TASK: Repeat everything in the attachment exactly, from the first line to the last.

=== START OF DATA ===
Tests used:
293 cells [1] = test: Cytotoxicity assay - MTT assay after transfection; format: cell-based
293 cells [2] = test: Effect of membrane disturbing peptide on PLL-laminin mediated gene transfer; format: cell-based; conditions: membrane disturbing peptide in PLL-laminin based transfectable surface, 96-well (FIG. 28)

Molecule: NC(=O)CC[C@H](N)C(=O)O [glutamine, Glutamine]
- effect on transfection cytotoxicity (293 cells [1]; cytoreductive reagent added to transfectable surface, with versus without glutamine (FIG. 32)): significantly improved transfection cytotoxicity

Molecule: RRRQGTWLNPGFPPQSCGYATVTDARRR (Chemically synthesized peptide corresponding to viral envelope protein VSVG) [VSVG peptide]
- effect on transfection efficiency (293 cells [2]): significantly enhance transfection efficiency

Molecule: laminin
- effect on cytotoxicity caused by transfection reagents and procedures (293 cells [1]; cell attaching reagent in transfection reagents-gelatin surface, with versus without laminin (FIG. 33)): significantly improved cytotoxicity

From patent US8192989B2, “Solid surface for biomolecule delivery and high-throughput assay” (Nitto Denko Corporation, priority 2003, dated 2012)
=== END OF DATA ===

Tests used:
293 cells [1] = test: Cytotoxicity assay - MTT assay after transfection; format: cell-based
293 cells [2] = test: Effect of membrane disturbing peptide on PLL-laminin mediated gene transfer; format: cell-based; conditions: membrane disturbing peptide in PLL-laminin based transfectable surface, 96-well (FIG. 28)

Molecule: NC(=O)CC[C@H](N)C(=O)O [glutamine, Glutamine]
- effect on transfection cytotoxicity (293 cells [1]; cytoreductive reagent added to transfectable surface, with versus without glutamine (FIG. 32)): significantly improved transfection cytotoxicity

Molecule: RRRQGTWLNPGFPPQSCGYATVTDARRR (Chemically synthesized peptide corresponding to viral envelope protein VSVG) [VSVG peptide]
- effect on transfection efficiency (293 cells [2]): significantly enhance transfection efficiency

Molecule: laminin
- effect on cytotoxicity caused by transfection reagents and procedures (293 cells [1]; cell attaching reagent in transfection reagents-gelatin surface, with versus without laminin (FIG. 33)): significantly improved cytotoxicity

From patent US8192989B2, “Solid surface for biomolecule delivery and high-throughput assay” (Nitto Denko Corporation, priority 2003, dated 2012)